How to: Plan a Service Project

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Posted 11 Sep 2007 in Soulville

Ok people. Part of life is giving back to others what someone else has done for you. In other words, community service is essential to maintaining the balance of kindness and goodness in the world. So how do you plan such a project?

Pick a category – Kids, Outdoors, Construction, Destruction, Fundraiser, Animal, Blood Drives, etc.
Look at the expanse of that category in terms of projects. For example, with kids you can go read at the library, go build a playground or a playroom, help a daycare with cleanup, baby-sit for a Moms Night Out, give a kid a holiday to remember, etc. The possibilities are ENDLESS. But you have to pick one. So do that. Remember, a service project can be a combination of these different types of projects so don’t limit yourself unless you have a limit on people to help.

Think of how many people you want to attend – this number is crucial to the type of project you plan. If you want to do something like a playground, you’ll need about 10-20 people depending on what size you’re building. If you’re doing reading to kids, depending on the size group you’ll need about 3-6 people.

Think of the type of people you want to attend – if your group is anti-dirt and hates being outdoors, do not plan to do construction project or a roadside cleanup. If your group loves the outdoors and is great maintaining trails but doesn’t really do well with kids, don’t plan to do a project where the kids are there but perhaps a project the kids can benefit from.

Write down a list of local places that do the type of project or need the services you can provide. Call them all and get full contact info for their volunteer coordinator – this person is the most important person to know and get to know. They can get you in last minute for projects and can toss big/important stuff your way.

  1. If you know who you already want to work with, call them up. You need to know this info –
    1. When is the project? Get 2-3 dates if possible so your group can decide the best date.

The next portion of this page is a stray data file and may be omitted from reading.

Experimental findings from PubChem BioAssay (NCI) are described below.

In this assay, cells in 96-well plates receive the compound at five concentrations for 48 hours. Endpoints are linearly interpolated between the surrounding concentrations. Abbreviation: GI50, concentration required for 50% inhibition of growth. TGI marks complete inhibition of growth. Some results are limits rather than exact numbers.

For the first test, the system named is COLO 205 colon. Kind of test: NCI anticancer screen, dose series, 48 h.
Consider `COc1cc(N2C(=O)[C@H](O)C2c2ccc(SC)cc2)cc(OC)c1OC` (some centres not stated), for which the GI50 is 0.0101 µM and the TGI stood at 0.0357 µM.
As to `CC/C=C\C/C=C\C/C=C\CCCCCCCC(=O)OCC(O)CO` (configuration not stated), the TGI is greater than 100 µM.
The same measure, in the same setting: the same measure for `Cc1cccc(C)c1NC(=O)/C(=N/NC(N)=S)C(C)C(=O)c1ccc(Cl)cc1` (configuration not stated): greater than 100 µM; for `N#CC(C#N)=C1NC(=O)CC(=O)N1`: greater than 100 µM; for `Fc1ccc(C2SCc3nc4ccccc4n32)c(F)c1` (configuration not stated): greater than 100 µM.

2. Where is the project to be? How will you get there?
    3. What will you be doing?
    4. How many?
    5. What do we need to bring?
    6. What do they provide?
    7. Do you need any clearances prior to the event?
  2. If you have to provide a location for the project, brainstorm for the best places to hold it and find out the contact person, fees for that location, paperwork and deadlines. If you do it right, they will let you come back and use their facility again. If you mess up or leave it messed up, then they won’t.
  3. If you don’t know who you want to work with yet, let your group help you decide and call the different places on the list you’ve compiled to see what they have going on and if you can help. This list of ideas will be great to write down for future reference and can help you make an easy decision now.

Let’s say the place you really liked is excited you can come and build a shed. They can accommodate 15 volunteers. They are going to provide all the materials, you guys just need to bring lunches and yourselves. Next steps:

  1. Easier – If you are in a club or organization and have a group of people available, put out a sign up list and emphasize the fun this project will be, etc and get 15 volunteers to sign up. If you send it around and don’t have 15, keep putting it out up until a couple of days before the event to catch people.
  2. Harder – If you aren’t in a club or org, send an email to your friends and make fliers etc to get people interested and to contact you to come. If your campus has a service office, have them send a message to everyone on campus and give the slots to the first 15 confirmed people.
  3. Among your volunteers, decide what you want to do for lunch – PB&J sandwiches and some bottled water works really well and is extra cheap, but whatever you guys want that is a) portable, b) doesn’t have to be refrigerated and c) is something everyone can eat is great. Make sure you get an allocation for the lunch from the group (from the treasury or from everyone in the group to chip in 1 or 2 dollars to cover it all).
  4. Figure out transportation. Who is driving? Can you get a university van? If people are driving, is everyone supposed to chip in on gas or how will that work? Have directions from point A to point B printed out for every driver with extra copies available.
  5. Have a short evaluation for everyone to fill out after the project. Make sure you ask whether they liked it or not, whether they’d like to do it again or not, etc.

Go do the project and afterwards, breathe. And start over again!Service project planning isn’t as hard as it is made out to be. Getting people to come is the hardest part. By allowing members of your group to give you an idea of what they want to do, when they are available, what they really don’t want to do, etc then you can have a better chance of them coming and being involved. Be creative with ways to bring up the projects – use props, fliers, etc.

Allow others who have more creativity to do it for you if you are uncomfortable doing all that. But try different methods and mix up the project offerings. Rarely will the entirety of your group be interested in the same thing all the time – you may have people who only love doing stuff with kids, people who’d love to be on trails all day, people who want to be photographers (yay for photo documentation), etc. Use them wisely!


HarriMac enjoys a well lived life with a large serving of soul. Her special feature, Welcome to Soulville, appears every Thursday. Subscribe to the Welcome to Soulville feed to get new installments in your feed reader.

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